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Not Making The Grade
Indiana is among the nation’s worst states for foodborne illnesses.
That’s according to the Center for Science in the Public Interest’s (CSPI) new “All Over the Map” report, which grades all 50 states on how quickly they solved foodborne illness outbreaks. The report, produced by CSPI using their own Outbreak Alert database and the Centers for Disease Control’s data, puts Indiana among the 14 states receiving an F.
However, Indiana officials say the grade was calculated with outdated data and no longer reflects how the state deals with foodborne illness.
Leaving Cases Unsolved
The report says Indiana’s biggest problem is the rate of solved illness cases.
Out of 88 food illness cases reported to the CDC last year, only 44 were solved (which means both an illness and a cause were identified). Eleven of Indiana’s 44 solved cases were caused by noroviruses, the most common cause of foodborne illness.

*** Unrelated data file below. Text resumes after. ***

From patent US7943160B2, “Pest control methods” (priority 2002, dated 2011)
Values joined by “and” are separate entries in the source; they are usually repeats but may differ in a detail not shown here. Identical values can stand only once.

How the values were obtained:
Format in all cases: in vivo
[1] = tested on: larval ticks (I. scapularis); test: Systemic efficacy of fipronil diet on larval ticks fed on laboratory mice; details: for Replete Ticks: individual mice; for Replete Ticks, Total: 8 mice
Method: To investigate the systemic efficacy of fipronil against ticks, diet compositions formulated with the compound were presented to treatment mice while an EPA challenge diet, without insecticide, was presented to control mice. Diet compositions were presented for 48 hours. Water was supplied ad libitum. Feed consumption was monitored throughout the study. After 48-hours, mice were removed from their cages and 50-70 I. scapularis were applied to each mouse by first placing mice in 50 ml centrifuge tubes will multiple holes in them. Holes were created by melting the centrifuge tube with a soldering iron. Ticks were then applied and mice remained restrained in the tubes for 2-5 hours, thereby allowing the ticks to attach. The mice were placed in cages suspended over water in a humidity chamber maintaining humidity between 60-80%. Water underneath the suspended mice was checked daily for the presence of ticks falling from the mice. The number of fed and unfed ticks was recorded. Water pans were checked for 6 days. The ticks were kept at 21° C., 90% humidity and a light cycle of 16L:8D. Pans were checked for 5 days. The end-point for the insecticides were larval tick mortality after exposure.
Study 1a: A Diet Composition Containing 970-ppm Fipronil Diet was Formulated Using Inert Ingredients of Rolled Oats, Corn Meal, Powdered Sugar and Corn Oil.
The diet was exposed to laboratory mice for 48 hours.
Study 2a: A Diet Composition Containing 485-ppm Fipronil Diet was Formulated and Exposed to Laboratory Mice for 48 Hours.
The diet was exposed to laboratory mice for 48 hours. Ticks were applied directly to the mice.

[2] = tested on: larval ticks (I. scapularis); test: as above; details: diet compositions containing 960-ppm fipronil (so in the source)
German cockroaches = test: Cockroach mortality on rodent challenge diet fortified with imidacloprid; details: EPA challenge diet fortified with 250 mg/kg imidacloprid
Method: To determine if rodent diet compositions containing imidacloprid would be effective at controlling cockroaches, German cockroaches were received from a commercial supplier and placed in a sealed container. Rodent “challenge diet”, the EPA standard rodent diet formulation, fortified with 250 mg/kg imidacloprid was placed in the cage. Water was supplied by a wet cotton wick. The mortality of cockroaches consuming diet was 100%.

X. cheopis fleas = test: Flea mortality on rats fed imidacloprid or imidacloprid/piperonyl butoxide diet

The Story From Other States
States with the most outbreaks per million people get the highest grades because, according to the report, “Those states are the most likely to have robust detection and reporting systems, not the most actual outbreaks.”
Indiana and the other F-receiving states reported one outbreak per million people, while Oregon and Minnesota, the “benchmark” states, reported nine outbreaks per million people.
Additionally, many of the failing states are in the south, where the temperatures are most conducive to bacteria growth.